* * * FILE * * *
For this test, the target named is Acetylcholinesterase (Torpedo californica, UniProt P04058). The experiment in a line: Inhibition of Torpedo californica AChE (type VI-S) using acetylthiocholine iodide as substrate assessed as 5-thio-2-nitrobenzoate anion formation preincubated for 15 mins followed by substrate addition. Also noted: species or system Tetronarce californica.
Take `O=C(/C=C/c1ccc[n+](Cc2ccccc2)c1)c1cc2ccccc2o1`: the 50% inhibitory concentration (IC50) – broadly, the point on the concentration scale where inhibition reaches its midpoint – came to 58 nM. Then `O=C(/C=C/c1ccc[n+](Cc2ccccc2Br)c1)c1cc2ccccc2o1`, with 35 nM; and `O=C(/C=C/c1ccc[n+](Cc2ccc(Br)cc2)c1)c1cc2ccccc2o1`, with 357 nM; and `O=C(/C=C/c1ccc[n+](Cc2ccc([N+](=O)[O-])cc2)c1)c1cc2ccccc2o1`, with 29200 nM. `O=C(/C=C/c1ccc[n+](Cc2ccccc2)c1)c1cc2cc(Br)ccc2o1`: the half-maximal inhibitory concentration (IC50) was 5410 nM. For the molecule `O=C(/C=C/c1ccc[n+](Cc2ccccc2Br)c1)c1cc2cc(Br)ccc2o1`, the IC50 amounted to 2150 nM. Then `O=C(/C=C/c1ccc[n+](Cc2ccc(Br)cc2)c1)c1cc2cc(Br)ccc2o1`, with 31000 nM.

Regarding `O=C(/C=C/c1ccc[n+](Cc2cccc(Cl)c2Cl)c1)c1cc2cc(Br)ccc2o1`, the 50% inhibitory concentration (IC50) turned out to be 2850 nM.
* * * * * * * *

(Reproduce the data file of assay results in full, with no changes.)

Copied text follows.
For this test, the target named is Acetylcholinesterase (Torpedo californica, UniProt P04058). The experiment in a line: Inhibition of Torpedo californica AChE (type VI-S) using acetylthiocholine iodide as substrate assessed as 5-thio-2-nitrobenzoate anion formation preincubated for 15 mins followed by substrate addition. Also noted: species or system Tetronarce californica.
Take `O=C(/C=C/c1ccc[n+](Cc2ccccc2)c1)c1cc2ccccc2o1`: the 50% inhibitory concentration (IC50) – broadly, the point on the concentration scale where inhibition reaches its midpoint – came to 58 nM. Then `O=C(/C=C/c1ccc[n+](Cc2ccccc2Br)c1)c1cc2ccccc2o1`, with 35 nM; and `O=C(/C=C/c1ccc[n+](Cc2ccc(Br)cc2)c1)c1cc2ccccc2o1`, with 357 nM; and `O=C(/C=C/c1ccc[n+](Cc2ccc([N+](=O)[O-])cc2)c1)c1cc2ccccc2o1`, with 29200 nM. `O=C(/C=C/c1ccc[n+](Cc2ccccc2)c1)c1cc2cc(Br)ccc2o1`: the half-maximal inhibitory concentration (IC50) was 5410 nM. For the molecule `O=C(/C=C/c1ccc[n+](Cc2ccccc2Br)c1)c1cc2cc(Br)ccc2o1`, the IC50 amounted to 2150 nM. Then `O=C(/C=C/c1ccc[n+](Cc2ccc(Br)cc2)c1)c1cc2cc(Br)ccc2o1`, with 31000 nM.

Regarding `O=C(/C=C/c1ccc[n+](Cc2cccc(Cl)c2Cl)c1)c1cc2cc(Br)ccc2o1`, the 50% inhibitory concentration (IC50) turned out to be 2850 nM.